Boston makes it official: No replica handguns in public spaces

  1. Editor
    Last Monday Boston Mayor Martin Walsh signed a local ordinance backed by community leaders and the Boston Police Department that will now make it a crime to have a replica handgun in public to include pellet guns, paintball, and airsoft.

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    The move comes as BPD contends they have picked up 150 replicas off the street in association with crime in recent months. However, the Department, who chronicles seemingly every gun impounded on their official Facebook page only has one air gun, an Umarex .177 cal BB pistol resembling a Beretta PX4 confiscated in July from 4 juvenile males at an area playground, listed.

    "We all too often encounter young people who are carrying these fake guns and even though they are fake, the public and police don't know they are," said Boston Police Commissioner William Evans in a statement obtained by Airsoft Society. "Our goal is to make the city the safest place it can be and this ordinance will help remind the public and residents of the dangers these replica guns present."

    The ordinance, passed by the city council with bipartisan support, allows authorities to confiscate replicas and, using caretaker statutes in the state, retain custody of the gun until the owner comes and picks it back up from the local precinct. As guns cannot be reclaimed by anyone under 18, the law is aimed primarily at minors found with replica guns although any can be confiscated if encountered in a public area such as a city street, easement, park or recreation area.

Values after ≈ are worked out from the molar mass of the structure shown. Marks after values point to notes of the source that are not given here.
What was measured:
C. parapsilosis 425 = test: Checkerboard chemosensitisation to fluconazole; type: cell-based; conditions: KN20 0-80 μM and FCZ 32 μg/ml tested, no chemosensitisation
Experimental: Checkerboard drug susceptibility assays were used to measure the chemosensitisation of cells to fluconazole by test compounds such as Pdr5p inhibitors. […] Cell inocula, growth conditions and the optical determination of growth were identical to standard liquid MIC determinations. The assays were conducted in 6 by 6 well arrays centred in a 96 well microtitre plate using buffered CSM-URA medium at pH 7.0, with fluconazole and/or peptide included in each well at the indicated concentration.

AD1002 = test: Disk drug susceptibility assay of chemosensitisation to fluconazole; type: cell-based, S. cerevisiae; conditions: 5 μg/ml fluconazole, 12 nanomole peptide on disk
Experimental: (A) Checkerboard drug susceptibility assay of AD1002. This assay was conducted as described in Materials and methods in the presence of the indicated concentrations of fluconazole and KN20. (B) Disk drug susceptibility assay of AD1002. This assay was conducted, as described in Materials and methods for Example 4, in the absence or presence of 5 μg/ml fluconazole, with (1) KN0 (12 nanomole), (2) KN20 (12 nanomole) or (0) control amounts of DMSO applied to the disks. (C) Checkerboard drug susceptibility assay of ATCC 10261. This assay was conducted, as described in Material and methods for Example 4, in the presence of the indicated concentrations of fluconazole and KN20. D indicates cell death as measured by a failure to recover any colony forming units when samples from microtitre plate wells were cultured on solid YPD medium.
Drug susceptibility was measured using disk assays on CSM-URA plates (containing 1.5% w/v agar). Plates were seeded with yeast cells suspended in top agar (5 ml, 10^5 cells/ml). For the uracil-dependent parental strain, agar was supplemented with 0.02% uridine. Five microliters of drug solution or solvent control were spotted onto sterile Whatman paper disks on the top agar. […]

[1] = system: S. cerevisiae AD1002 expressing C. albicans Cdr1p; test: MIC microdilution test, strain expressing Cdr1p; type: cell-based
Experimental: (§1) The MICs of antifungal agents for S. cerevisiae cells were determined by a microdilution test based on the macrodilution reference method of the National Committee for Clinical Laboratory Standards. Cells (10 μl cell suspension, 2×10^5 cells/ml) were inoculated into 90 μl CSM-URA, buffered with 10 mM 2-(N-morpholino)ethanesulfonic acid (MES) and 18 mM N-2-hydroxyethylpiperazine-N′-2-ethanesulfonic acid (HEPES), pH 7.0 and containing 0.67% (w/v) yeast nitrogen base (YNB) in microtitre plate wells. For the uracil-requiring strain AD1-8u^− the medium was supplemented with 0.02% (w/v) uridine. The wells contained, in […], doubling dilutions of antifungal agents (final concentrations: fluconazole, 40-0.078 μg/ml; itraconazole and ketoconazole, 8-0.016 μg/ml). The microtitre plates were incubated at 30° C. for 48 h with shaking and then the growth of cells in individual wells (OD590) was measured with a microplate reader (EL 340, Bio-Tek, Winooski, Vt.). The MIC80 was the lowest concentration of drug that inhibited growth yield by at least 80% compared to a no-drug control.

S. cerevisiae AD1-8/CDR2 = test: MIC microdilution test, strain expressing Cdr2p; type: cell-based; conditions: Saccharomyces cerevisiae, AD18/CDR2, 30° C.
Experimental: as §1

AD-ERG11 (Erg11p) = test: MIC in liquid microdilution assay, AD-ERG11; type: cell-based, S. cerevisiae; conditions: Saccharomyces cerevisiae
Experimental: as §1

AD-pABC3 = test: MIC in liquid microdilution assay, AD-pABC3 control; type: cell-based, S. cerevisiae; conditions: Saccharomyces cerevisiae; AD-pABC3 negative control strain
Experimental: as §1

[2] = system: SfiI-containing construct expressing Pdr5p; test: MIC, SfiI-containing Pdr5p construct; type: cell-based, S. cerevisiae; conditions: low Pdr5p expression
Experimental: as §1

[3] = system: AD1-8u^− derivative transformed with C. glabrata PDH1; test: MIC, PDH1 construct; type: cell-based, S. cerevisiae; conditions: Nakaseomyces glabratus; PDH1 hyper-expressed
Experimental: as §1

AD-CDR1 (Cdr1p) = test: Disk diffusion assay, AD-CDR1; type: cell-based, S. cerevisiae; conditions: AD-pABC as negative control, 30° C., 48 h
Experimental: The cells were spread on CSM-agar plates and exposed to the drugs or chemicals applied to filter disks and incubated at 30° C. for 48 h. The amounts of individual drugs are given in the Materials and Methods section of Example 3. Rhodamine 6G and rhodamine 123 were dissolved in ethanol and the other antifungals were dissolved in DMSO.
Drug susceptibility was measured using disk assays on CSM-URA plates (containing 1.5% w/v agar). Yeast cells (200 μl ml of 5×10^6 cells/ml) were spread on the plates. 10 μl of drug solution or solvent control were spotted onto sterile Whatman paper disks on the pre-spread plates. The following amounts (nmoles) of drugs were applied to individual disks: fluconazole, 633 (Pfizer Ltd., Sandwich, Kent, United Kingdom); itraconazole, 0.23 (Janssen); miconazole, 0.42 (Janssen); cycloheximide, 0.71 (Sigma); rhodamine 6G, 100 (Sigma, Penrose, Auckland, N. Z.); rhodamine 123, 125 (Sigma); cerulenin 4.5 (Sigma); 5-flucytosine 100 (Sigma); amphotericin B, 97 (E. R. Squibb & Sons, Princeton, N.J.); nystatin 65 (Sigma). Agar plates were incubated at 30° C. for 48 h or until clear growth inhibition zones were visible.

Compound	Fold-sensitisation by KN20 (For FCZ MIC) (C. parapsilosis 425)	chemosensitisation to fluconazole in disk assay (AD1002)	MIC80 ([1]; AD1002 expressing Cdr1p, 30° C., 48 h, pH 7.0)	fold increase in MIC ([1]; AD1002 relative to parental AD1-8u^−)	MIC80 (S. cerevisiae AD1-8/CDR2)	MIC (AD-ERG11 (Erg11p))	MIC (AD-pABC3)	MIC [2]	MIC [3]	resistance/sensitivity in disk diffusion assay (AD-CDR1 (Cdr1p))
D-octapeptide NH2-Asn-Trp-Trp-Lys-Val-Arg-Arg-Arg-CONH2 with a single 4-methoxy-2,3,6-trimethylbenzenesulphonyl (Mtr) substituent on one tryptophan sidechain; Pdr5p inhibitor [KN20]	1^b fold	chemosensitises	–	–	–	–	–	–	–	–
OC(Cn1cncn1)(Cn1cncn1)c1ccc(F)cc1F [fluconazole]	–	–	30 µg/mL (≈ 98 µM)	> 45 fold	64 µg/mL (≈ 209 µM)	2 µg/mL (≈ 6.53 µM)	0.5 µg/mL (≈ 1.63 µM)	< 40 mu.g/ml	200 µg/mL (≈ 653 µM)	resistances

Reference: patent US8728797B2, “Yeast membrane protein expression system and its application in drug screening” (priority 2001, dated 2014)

State Rep. Dan Cullinane, a Suffolk Democrat who has filed legislation lowering the boom on replica guns across the Commonwealth at the State House, praised Boston's efforts, saying. "It is unnecessary and irresponsible for manufacturers and retailers to make and sell imitation guns which by sight cannot be differentiated from a real gun."

    Cullinane wants all airguns and other replicas in Massachusetts marked with a non-removable, 1-inch bright orange stripe.

    Rep. Cullinane told 22News, "Twelve other states, including New York two years ago, filed legislation which mandates a one-inch orange strip visible from every angle, all the way around the gun to show that this isn't an actual bullet-firing weapon."

    Alas, Massachusetts is not the only jurisdiction cracking down on airsoft.

    As reported by WTVA in Mississippi, West Point Police Chief Tim Brinkley is authorizing his officers to confiscate "air pistols, shotguns, and rifles that look real."

    Why? Brinkley says the fakes must be taken seriously by officers approaching people who have them. Local gun rights advocates in Mississippi contend, however, that Brinkley is out of bounds.

    "Chief Brinkley has no authority to confiscate toys unless the person possessing it 'uses or attempts to use against another person. . .' Mississippi laws 97-37-1(1) says 'Uses against another', so unless the individual is making threats and trying to convince someone the toy gun is a real gun the chief has no authority to confiscate a toy gun," writes Dana Criswell of Mississippi Gun News.

    And the beat goes on.

    If you are into airsoft and milsim, get involved in your local politics before they get involved in your sport.

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